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Activists ask SF Pride to ban Google after homophobic YouTube dust-up

Google Gayglers marched in the 2016 Silicon Valley Pride parade; activists in San Francisco want them ousted from the city's event later this month. Photo: Jo-Lynn Otto
Google Gayglers marched in the 2016 Silicon Valley Pride parade; activists in San Francisco want them ousted from the city's event later this month. Photo: Jo-Lynn Otto  

At a Wednesday night San Francisco Pride board meeting, current and former Google employees joined with LGBTQ activists in demanding that Google be ousted from the 2019 Pride parade and celebration. Participants in this action have accused Google of "rainbow-washing" their corporate image while refusing to enforce their anti-harassment policies against monetized YouTube channels that direct bigotry and abuse toward LGBTQ individuals.

A Google employee spoke with the Bay Area Reporter on the condition of anonymity about the current mood among LGBTQ Googlers, saying by phone that, "I'm really worried that they [company leadership] don't know how unsustainable this is. They want to have it both ways: to monetize the engagement that comes from really odious content, but to bear no responsibility for it. And all of us queers who work here see how they're getting away with making money off people who hate us while doing nothing to stop them. Meanwhile, most queer creators' channels are demonetized or marked 'adult' because they use words like 'trans.' Google has no right to be at Pride. They're just capitalists. They don't care."

The board of the San Francisco LGBT Pride Celebration Committee, which produces the Pride parade and festival, did not take any action at the June 5 meeting, which was first reported by Hoodline.

SF Pride communications manager Fred Lopez wrote in an email that the organization is "monitoring the story."

"San Francisco Pride seeks to build space for diversity, inclusion, and respectful dialogue. We encourage the elevation and protection of marginalized voices," Lopez wrote.

"We are monitoring this story as it develops, listening to the concerns of the community, and have raised these concerns with our contacts at Google," Lopez added. "Google is a longtime partner of San Francisco Pride and is a sponsor of the 2019 Parade and Celebration. Google is a registered contingent of the Parade."

Over the past week, YouTube, which is a subsidy of Google, has gone through a whiplash-inducing series of decisions, reversals, and public upsets about its own published hate speech and harassment policies. After a series of high-profile and detailed tweets exposing ongoing racist and homophobic abuse by the conservative pundit Steven Crowder mounted against Carlos Maza, a gay Latino journalist, YouTube was forced to respond.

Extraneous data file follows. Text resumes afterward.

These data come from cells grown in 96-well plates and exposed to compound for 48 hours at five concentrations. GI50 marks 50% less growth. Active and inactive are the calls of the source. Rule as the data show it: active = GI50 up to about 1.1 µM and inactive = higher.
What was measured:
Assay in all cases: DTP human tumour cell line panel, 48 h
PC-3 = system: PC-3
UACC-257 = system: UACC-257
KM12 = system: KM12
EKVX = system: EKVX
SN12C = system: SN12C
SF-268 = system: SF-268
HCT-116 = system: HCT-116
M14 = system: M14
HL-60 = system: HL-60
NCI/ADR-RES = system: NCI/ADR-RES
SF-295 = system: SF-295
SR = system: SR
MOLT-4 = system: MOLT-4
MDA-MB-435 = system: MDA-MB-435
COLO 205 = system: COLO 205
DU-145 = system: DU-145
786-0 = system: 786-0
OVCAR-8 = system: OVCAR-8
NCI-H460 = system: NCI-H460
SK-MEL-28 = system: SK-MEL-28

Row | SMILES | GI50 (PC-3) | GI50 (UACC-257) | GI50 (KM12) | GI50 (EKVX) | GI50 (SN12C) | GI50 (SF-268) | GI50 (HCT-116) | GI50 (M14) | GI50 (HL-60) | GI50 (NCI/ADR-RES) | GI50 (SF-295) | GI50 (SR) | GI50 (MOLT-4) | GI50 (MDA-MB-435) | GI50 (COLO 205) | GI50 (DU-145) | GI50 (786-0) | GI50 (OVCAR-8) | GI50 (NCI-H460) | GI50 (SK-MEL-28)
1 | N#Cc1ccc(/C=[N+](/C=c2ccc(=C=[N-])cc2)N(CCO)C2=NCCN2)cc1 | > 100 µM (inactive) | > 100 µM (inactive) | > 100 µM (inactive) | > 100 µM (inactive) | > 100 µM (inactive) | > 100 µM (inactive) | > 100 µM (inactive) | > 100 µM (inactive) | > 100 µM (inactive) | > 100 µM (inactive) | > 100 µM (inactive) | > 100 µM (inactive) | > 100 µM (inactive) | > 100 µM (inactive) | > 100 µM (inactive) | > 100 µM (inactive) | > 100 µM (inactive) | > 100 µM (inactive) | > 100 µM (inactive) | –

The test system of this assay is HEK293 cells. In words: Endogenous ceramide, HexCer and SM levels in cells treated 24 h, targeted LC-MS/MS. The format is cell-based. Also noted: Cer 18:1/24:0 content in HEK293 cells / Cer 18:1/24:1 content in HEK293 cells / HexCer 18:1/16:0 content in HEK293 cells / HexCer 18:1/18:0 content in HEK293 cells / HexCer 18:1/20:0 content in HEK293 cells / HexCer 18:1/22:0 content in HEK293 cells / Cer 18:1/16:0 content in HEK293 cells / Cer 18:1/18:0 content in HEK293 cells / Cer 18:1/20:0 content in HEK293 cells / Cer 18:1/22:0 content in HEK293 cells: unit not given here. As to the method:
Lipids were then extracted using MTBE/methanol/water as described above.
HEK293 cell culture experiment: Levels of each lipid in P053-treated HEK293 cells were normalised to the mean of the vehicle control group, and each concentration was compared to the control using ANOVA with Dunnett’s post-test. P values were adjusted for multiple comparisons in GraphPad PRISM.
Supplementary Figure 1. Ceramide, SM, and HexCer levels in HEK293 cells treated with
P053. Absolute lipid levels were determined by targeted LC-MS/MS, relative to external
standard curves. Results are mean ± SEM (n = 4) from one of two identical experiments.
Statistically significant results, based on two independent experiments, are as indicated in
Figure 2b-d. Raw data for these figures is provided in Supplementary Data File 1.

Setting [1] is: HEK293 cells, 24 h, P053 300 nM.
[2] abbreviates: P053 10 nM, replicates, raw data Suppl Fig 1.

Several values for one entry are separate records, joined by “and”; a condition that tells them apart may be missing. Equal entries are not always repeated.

Maza gathered the evidence: Crowder calls Maza as a "lispy queer" in multiple videos, derisively refers to Maza as "the gay Mexican," and sells T-shirts emblazoned with the slogan "Socialism is for Fags." In a thread directed at YouTube itself, Maza appealed for enforcement of policies that state that the platform does not allow "content that is deliberately posted in order to humiliate someone," and "content that makes hurtful and negative personal comments."

YouTube responded in a series of tweets explaining that although the language used is hurtful, it did not violate their terms of service.

After this thread went viral, multiple news outlets (most notably Maza's employer, Vox Media) published articles about the cognitive dissonance between YouTube's stated policies and its choices in enforcing them. YouTube responded yet again by announcing the platform would start removing content from Holocaust and Sandy Hook denialists, as well as applying more stringent standards to remove neo-Nazi videos from the site. YouTube did not, however, directly address the question of anti-LGBTQ bigotry in monetized content.

Representatives from Google and YouTube did not immediately respond to requests for comment.

Maza spoke with the B.A.R via Twitter direct message, agreeing that Google should be barred from SF Pride based on their actions in this conflict.

"YouTube's design pushes millions of viewers towards anti-LGBT bullies who use racist and anti-gay slurs with relative impunity," he said. "If YouTube wants to march as an ally to the LGBT community, it should probably start by enforcing the plain language of its anti-abuse policies and protecting its most vulnerable creators."

As of this article being posted, Crowder has not been deplatformed or censored in any way. His content has not been demonetized, although he has removed his "Socialism is for Fags" T-shirt from his official shop. His video alleging that Vox and other liberal media outlets are attempting to censor him has 900,000 views. Crowder did not respond to a request for comment.

It is believed that SF Pride has never banned an organization from their festivities, though the vote was very close (5-4) in 2015 after Facebook's rollout of its "real name" policy disproportionately affected queer, trans, and drag queen users of the platform, Hoodline reported.

Facebook ultimately apologized and created a work-around for people in "special circumstances" to use a pseudonym if necessary.

This article was updated to include comment from SF Pride.

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